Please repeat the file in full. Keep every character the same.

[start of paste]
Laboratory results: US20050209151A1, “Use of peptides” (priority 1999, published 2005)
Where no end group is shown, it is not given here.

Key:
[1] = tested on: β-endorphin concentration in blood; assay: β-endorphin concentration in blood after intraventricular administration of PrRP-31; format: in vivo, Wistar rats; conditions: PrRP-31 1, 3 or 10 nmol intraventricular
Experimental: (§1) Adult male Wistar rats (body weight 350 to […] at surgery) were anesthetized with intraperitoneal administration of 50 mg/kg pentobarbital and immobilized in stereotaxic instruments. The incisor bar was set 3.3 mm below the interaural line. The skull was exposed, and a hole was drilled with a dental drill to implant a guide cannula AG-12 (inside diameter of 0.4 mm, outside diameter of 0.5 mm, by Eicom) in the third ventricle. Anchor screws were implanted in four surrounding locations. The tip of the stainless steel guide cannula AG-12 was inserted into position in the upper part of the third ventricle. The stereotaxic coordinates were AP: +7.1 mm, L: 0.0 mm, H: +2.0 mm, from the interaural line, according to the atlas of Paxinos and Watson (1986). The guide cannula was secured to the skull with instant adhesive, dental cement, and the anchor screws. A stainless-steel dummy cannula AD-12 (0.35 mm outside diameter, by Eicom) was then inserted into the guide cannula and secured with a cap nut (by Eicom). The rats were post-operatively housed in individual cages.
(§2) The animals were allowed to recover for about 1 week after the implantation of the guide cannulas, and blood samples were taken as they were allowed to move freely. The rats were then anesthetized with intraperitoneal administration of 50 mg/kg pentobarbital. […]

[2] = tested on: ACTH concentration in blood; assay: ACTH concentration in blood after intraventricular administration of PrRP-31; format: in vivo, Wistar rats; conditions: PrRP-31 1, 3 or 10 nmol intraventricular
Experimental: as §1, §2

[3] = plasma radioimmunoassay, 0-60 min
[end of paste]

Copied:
Laboratory results: US20050209151A1, “Use of peptides” (priority 1999, published 2005)
Where no end group is shown, it is not given here.

Key:
[1] = tested on: β-endorphin concentration in blood; assay: β-endorphin concentration in blood after intraventricular administration of PrRP-31; format: in vivo, Wistar rats; conditions: PrRP-31 1, 3 or 10 nmol intraventricular
Experimental: (§1) Adult male Wistar rats (body weight 350 to […] at surgery) were anesthetized with intraperitoneal administration of 50 mg/kg pentobarbital and immobilized in stereotaxic instruments. The incisor bar was set 3.3 mm below the interaural line. The skull was exposed, and a hole was drilled with a dental drill to implant a guide cannula AG-12 (inside diameter of 0.4 mm, outside diameter of 0.5 mm, by Eicom) in the third ventricle. Anchor screws were implanted in four surrounding locations. The tip of the stainless steel guide cannula AG-12 was inserted into position in the upper part of the third ventricle. The stereotaxic coordinates were AP: +7.1 mm, L: 0.0 mm, H: +2.0 mm, from the interaural line, according to the atlas of Paxinos and Watson (1986). The guide cannula was secured to the skull with instant adhesive, dental cement, and the anchor screws. A stainless-steel dummy cannula AD-12 (0.35 mm outside diameter, by Eicom) was then inserted into the guide cannula and secured with a cap nut (by Eicom). The rats were post-operatively housed in individual cages.
(§2) The animals were allowed to recover for about 1 week after the implantation of the guide cannulas, and blood samples were taken as they were allowed to move freely. The rats were then anesthetized with intraperitoneal administration of 50 mg/kg pentobarbital. […]

[2] = tested on: ACTH concentration in blood; assay: ACTH concentration in blood after intraventricular administration of PrRP-31; format: in vivo, Wistar rats; conditions: PrRP-31 1, 3 or 10 nmol intraventricular
Experimental: as §1, §2

[3] = plasma radioimmunoassay, 0-60 min